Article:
Masked Girls: A Fashion Shrouded In Mystery

By Soroor Ahmed,

Modern girls from Indian metros may soon pose a big challenge to authorities in France and Belgium, who are busy implementing new rules on hijabs and burqas. If our latest fashion remains unchecked and crosses the international boundaries of these two European countries––and of course many others––then they may soon be flooded by ‘masked girls’ from India.

A fashion, which is said to have originated in Pune in Maharashtra a few years back, has spread deep into various nooks and corners of India. Modern young girls clad either in jeans, shorts, skirts or shalwar-jumper etc can be seen everywhere with their entire face and head tightly covered with dupatta (long-scarf)––in most cases black. They are seen riding moped, pedaling down to college on cycle or strolling in the park or coming out from theatre or shopping-mall with friend(s)––mostly boy(s).

The entire face and head are so tightly shrouded that even the eyes are barely visible. Often their movements raise suspicion among the people. Sometimes it would really become difficult to differentiate whether a person with tightly covered head and face and dressed in skin-tight jeans and tops is a boy or a girl.

Unlike burqa, which covers the entire body and is loose, these masks are air-tight, yet the fashion is catching up fast. One fails to fathom as to what prompted millions of girls in India to suddenly adopt this fashion. If they really think that they should cover their face, hair and head than their entire dress should be modest too. But if they want to hide their identity for some devious purpose than it is entirely different matter.

In the beginning it was argued that in Pune girls would wear it because of heat and environmental pollution. But then Pune is not the hottest and most polluted city of India or the world. And even if it is true then why is it that the girls wear them in winter? Now the fashion has spread to many parts of India, where the climatic condition is different.

If these girls are so much conscious about their face and want to keep it free from sun-burn they should wear it more decently rather than like the criminals, who do not wish to be identified.

Nobody will dare to suggest them to wear burqa, but then they should wear more acceptable head-gear or face-cover than the one which they are sporting in India these days.

The feminists and women’s right activists are silent over this growing phenomenon, but one may dare to ask them: who imposed such a ‘veil’ on the liberated modern Indian girls. They were certainly not impressed by any religious scripture nor were forced by clergy, father, brother or boyfriend to do so.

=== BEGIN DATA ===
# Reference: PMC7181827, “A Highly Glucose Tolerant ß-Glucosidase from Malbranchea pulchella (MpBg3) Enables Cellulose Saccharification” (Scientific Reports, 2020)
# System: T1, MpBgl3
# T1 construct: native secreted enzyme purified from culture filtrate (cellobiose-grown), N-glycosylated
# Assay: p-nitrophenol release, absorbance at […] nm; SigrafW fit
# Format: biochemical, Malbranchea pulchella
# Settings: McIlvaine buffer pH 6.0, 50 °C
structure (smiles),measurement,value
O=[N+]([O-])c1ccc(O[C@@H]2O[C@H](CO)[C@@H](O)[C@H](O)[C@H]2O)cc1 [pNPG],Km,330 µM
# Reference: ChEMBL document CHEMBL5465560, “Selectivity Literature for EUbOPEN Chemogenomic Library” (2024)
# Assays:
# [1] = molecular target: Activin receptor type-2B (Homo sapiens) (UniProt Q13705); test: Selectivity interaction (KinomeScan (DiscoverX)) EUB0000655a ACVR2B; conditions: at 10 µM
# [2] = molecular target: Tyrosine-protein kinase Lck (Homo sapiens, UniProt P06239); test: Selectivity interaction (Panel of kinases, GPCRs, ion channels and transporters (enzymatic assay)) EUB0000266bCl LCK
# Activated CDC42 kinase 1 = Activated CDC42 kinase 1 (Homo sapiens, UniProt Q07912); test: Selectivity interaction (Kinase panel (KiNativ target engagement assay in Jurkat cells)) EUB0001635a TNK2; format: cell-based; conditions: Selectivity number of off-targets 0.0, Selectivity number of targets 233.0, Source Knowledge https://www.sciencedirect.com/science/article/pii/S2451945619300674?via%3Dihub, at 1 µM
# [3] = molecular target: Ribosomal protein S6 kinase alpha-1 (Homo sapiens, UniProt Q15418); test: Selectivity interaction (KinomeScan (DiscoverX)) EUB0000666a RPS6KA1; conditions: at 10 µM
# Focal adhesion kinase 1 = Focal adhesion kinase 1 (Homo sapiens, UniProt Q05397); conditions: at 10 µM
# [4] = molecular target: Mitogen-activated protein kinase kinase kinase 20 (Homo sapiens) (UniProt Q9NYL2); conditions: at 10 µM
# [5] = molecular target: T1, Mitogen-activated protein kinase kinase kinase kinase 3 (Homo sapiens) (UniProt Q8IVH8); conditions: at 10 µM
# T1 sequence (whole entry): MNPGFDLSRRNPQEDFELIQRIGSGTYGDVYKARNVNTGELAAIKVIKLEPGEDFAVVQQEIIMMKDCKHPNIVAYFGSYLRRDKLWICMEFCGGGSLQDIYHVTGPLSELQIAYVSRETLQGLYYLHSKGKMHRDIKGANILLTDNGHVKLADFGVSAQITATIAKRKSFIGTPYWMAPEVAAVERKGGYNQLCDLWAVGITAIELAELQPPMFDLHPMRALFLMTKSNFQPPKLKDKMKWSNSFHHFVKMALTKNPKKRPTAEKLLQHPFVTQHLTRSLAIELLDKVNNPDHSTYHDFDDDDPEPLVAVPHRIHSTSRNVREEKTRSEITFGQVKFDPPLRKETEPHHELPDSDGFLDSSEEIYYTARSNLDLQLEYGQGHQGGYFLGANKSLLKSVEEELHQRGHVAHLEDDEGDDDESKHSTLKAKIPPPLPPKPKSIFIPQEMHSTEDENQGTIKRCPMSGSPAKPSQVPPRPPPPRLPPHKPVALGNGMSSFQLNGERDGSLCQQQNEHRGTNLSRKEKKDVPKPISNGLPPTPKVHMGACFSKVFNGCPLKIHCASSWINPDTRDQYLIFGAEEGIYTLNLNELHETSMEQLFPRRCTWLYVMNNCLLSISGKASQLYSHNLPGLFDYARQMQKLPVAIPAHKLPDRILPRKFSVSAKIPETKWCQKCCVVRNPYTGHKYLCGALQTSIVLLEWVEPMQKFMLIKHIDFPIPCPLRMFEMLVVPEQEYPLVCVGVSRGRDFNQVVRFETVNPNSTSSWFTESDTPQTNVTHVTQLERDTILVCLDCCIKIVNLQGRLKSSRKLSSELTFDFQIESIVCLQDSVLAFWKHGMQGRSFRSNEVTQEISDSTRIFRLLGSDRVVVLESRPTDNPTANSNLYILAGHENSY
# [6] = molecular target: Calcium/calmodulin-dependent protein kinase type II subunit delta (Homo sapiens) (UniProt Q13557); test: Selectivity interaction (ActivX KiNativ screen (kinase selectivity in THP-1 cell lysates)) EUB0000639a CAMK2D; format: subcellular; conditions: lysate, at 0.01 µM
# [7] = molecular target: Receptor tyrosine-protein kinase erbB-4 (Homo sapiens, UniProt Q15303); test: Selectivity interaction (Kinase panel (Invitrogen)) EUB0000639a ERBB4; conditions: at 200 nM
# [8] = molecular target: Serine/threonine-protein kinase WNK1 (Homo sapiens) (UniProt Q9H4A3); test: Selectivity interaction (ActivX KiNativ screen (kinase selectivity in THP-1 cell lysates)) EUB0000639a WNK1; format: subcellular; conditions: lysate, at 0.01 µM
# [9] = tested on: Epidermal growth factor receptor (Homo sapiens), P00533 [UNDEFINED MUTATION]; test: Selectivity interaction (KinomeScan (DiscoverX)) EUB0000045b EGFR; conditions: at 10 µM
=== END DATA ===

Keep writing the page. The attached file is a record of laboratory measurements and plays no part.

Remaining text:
While Islam calls upon girls and women to be modestly dressed, when out of the house, and there are two opinions about the purdah (covering) of face, traditional Hindu women still put ghunghat over their face. Still none, perhaps not even in Taleban’s Afghanistan women or girls put their face behind such a tightly-wrapped veil.

Draping the face so tightly with a piece of cloth is not only harmful for health and face, it causes breathing problem and suffocation too, yet it is in-thing in our fashion-world. The champions of women’s right, who would blast Muslim male for putting their women behind the veil even during the summer season, are yet to counsel these girls to avoid wearing such headgear, at least for the sake of health.

The battle of dresses is not a new one. Different civilizations have imposed their own dress-code and culture. Sometimes they are even borrowed and incorporated from alien culture. For example, sari with blouse and petticoat is a new fashion. Earlier Hindu men and women would not wear stitched clothes.

Women all over the world generally used to wear fully covered dresses till 19th century. In the same way the modern day full-pants have more to do with the Turkish trousers as before 19th century there was no such dress like pantaloons common in Europe.

However, during the Industrial Revolution the skirts started becoming shorter only to reach above knees. This has more to do with the growing stranglehold of capitalism in 19th century Europe and US rather than Christianity. The capitalists and feudal-lords would employ women workers at half the wages with the condition of wearing shorter-skirts.

The plea was that mini-skirts––and that ironically too in the countries falling in extreme cold condition––will help them work efficiently. However, the real objective was something else. In the name of women’s emancipation the capitalists would actually use girls and women to mint money as they are doing so now.

One do not need to read any Holy scripture to understand it. Karl Marx in his Das Kapital discussed this aspect and exposed the real design of those engaged in money begets money business.

In the name of liberalism and the women’s rights the capitalists have made a big in road. Their money power has blinded the thinking of intellectuals, academics and media persons. They would go on writing pages after pages against the burqas and head-scarves while, at the same time, never ban the habits worn by the Christian nuns, though there is hardly any difference between the two.

While there is general trend of fusion of dresses of different cultures, many in the West want to impose their own on others. They would go on poking fun on the burqa-clad ladies and suspect them as ‘terrorist’ yet would remain completely silent over these funny-looking girls whose movements often raises suspicion among the people.

Photo by Eric Parker

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